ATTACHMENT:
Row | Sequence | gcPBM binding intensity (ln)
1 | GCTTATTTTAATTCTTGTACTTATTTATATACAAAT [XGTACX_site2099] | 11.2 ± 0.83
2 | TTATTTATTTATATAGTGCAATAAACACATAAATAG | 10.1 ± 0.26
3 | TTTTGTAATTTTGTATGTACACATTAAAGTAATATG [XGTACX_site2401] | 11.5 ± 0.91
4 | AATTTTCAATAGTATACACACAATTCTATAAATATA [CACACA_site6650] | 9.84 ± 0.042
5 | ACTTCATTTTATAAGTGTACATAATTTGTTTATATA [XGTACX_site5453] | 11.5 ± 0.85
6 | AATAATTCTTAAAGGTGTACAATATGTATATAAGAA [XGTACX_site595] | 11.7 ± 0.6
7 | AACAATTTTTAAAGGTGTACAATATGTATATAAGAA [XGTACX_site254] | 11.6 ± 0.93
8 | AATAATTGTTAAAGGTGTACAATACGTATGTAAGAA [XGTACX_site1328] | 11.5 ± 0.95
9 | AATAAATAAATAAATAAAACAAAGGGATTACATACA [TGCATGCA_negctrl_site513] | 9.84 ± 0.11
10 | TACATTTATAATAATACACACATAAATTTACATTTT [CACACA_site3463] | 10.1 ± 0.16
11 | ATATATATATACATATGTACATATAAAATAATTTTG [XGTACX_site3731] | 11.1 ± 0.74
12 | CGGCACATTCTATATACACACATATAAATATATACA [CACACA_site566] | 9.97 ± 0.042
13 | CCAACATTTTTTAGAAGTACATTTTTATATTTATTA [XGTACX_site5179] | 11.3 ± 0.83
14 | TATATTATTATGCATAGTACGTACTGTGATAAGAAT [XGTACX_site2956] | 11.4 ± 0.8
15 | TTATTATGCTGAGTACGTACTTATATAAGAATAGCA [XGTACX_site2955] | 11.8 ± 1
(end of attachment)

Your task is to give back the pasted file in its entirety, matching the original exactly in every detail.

Row | Sequence | gcPBM binding intensity (ln)
1 | GCTTATTTTAATTCTTGTACTTATTTATATACAAAT [XGTACX_site2099] | 11.2 ± 0.83
2 | TTATTTATTTATATAGTGCAATAAACACATAAATAG | 10.1 ± 0.26
3 | TTTTGTAATTTTGTATGTACACATTAAAGTAATATG [XGTACX_site2401] | 11.5 ± 0.91
4 | AATTTTCAATAGTATACACACAATTCTATAAATATA [CACACA_site6650] | 9.84 ± 0.042
5 | ACTTCATTTTATAAGTGTACATAATTTGTTTATATA [XGTACX_site5453] | 11.5 ± 0.85
6 | AATAATTCTTAAAGGTGTACAATATGTATATAAGAA [XGTACX_site595] | 11.7 ± 0.6
7 | AACAATTTTTAAAGGTGTACAATATGTATATAAGAA [XGTACX_site254] | 11.6 ± 0.93
8 | AATAATTGTTAAAGGTGTACAATACGTATGTAAGAA [XGTACX_site1328] | 11.5 ± 0.95
9 | AATAAATAAATAAATAAAACAAAGGGATTACATACA [TGCATGCA_negctrl_site513] | 9.84 ± 0.11
10 | TACATTTATAATAATACACACATAAATTTACATTTT [CACACA_site3463] | 10.1 ± 0.16
11 | ATATATATATACATATGTACATATAAAATAATTTTG [XGTACX_site3731] | 11.1 ± 0.74
12 | CGGCACATTCTATATACACACATATAAATATATACA [CACACA_site566] | 9.97 ± 0.042
13 | CCAACATTTTTTAGAAGTACATTTTTATATTTATTA [XGTACX_site5179] | 11.3 ± 0.83
14 | TATATTATTATGCATAGTACGTACTGTGATAAGAAT [XGTACX_site2956] | 11.4 ± 0.8
15 | TTATTATGCTGAGTACGTACTTATATAAGAATAGCA [XGTACX_site2955] | 11.8 ± 1